TOKYO -- An international consortium led by Royal Dutch Shell and includes China National Petroleum Corp., Korea Gas and Japanese trading house Mitsubishi Corp. is moving ahead on a long-stalled liquefied natural gas plant in Canada, as environmental concerns drive Asia toward cleaner energy sources.
Japanese plant engineering company JGC and American counterpart Fluor jointly won orders to design and build the project in the British Columbia community of Kitimat on Canada's Pacific coast for an estimated $14 billion.
Lower crude oil prices have shelved LNG plant projects worldwide since 2014, including the Shell-led group's Canadian plan. But the Kitimat project has returned now that it appears economically viable due to a rebound in resource prices.
The Canadian plant should begin liquefying shale gas around 2023 for shipments to China, South Korea and other Asian markets, with annual capacity topping 13 million tons. Transport to Asia by LNG carrier takes eight days from North America's west coast, compared with 20 days from the Gulf of Mexico and 14 from the Middle East.
The resumption of the large LNG project reflects soaring demand in Asia, which is turning to the energy source and away from coal and oil in efforts to combat global warming. Factories in emerging economies are adopting LNG in place of fuel oil to heat boilers. Imports for power generation are increasing as well.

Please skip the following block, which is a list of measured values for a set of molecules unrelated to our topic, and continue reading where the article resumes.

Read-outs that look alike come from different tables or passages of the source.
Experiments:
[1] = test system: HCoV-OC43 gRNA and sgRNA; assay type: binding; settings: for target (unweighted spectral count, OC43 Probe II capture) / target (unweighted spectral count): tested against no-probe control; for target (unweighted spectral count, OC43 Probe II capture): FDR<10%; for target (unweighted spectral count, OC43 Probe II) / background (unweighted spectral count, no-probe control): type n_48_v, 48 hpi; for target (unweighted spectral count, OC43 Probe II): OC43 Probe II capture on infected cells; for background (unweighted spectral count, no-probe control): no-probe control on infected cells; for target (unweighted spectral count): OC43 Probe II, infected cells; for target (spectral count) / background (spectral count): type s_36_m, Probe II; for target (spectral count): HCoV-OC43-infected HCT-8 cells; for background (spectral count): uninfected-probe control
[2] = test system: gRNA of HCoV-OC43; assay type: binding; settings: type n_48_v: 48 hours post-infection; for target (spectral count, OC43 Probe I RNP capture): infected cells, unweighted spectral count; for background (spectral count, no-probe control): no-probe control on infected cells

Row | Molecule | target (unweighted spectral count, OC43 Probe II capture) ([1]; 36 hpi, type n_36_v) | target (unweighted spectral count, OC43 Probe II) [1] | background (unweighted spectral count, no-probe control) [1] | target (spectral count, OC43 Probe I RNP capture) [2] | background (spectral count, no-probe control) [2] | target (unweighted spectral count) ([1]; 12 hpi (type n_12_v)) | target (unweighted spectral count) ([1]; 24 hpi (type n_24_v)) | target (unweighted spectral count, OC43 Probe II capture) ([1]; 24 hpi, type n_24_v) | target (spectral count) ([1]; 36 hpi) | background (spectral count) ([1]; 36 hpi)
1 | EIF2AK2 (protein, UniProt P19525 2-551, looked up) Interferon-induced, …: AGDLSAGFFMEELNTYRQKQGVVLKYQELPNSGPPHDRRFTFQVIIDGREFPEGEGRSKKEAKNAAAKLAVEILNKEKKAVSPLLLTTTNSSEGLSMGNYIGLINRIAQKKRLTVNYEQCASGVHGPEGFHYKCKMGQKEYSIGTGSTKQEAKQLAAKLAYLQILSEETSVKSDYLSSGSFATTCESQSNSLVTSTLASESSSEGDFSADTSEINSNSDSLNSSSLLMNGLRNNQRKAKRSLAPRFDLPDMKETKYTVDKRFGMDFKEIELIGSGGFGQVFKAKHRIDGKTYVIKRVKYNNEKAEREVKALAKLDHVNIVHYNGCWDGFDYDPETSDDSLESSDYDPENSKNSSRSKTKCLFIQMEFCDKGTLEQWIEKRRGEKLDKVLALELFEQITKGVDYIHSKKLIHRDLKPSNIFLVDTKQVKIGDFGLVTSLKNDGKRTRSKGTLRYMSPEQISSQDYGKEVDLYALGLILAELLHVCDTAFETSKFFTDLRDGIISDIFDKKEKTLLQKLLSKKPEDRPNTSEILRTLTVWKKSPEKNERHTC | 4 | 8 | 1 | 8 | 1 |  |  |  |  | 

China, where LNG demand is rising at the fastest pace worldwide, surpassed South Korea in 2017 to become the second-largest importer by volume, up 50% from the previous year. Japan ranks as the leading importer, while demand is also growing in India and Southeast Asia.
The growing use of LNG has sparked concerns of a global shortage by 2022 or 2023 if investment remains in the doldrums. Royal Dutch Shell and other energy companies look to reinforce LNG development and secure sales channels in Asia.